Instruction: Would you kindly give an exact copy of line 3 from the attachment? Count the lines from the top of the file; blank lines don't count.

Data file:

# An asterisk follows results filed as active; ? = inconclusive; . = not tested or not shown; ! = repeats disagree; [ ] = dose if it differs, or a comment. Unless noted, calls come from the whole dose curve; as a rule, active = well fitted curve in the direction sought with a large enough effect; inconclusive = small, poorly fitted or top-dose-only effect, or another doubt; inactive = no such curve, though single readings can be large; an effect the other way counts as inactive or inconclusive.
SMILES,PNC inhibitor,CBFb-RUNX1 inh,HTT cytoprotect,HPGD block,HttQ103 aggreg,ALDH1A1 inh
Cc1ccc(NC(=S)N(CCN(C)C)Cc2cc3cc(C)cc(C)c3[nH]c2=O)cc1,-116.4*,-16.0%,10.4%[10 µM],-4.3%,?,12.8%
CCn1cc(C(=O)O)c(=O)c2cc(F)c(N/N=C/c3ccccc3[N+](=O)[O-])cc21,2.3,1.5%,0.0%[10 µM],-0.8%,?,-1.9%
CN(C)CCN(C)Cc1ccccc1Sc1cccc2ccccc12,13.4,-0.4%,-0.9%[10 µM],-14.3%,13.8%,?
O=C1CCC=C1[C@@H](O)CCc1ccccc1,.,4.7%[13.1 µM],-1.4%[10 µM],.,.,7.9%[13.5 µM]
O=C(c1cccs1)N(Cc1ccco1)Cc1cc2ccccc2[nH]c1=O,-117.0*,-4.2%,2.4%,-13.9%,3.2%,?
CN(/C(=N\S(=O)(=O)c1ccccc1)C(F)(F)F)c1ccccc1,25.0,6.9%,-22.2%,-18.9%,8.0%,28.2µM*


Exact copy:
Cc1ccc(NC(=S)N(CCN(C)C)Cc2cc3cc(C)cc(C)c3[nH]c2=O)cc1,-116.4*,-16.0%,10.4%[10 µM],-4.3%,?,12.8%